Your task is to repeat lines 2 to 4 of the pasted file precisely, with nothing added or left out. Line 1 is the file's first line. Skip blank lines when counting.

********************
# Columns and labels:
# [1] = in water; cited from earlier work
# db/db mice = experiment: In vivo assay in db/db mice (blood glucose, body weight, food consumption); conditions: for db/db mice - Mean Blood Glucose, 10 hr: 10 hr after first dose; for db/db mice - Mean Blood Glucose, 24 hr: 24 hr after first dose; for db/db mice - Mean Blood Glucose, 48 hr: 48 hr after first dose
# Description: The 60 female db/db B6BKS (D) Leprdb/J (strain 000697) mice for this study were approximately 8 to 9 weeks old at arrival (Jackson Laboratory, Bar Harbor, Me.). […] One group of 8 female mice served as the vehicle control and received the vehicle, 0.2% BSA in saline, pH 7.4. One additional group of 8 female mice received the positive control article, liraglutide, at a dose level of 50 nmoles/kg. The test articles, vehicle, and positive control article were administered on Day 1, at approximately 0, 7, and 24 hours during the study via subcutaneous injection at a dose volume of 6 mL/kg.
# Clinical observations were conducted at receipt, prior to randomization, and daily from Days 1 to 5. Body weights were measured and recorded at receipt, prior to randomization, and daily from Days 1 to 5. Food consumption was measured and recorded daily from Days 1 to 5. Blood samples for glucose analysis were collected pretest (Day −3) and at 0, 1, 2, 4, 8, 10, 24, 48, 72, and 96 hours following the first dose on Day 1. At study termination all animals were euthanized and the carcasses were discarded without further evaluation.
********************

# [1] = in water; cited from earlier work
# db/db mice = experiment: In vivo assay in db/db mice (blood glucose, body weight, food consumption); conditions: for db/db mice - Mean Blood Glucose, 10 hr: 10 hr after first dose; for db/db mice - Mean Blood Glucose, 24 hr: 24 hr after first dose; for db/db mice - Mean Blood Glucose, 48 hr: 48 hr after first dose
# Description: The 60 female db/db B6BKS (D) Leprdb/J (strain 000697) mice for this study were approximately 8 to 9 weeks old at arrival (Jackson Laboratory, Bar Harbor, Me.). […] One group of 8 female mice served as the vehicle control and received the vehicle, 0.2% BSA in saline, pH 7.4. One additional group of 8 female mice received the positive control article, liraglutide, at a dose level of 50 nmoles/kg. The test articles, vehicle, and positive control article were administered on Day 1, at approximately 0, 7, and 24 hours during the study via subcutaneous injection at a dose volume of 6 mL/kg.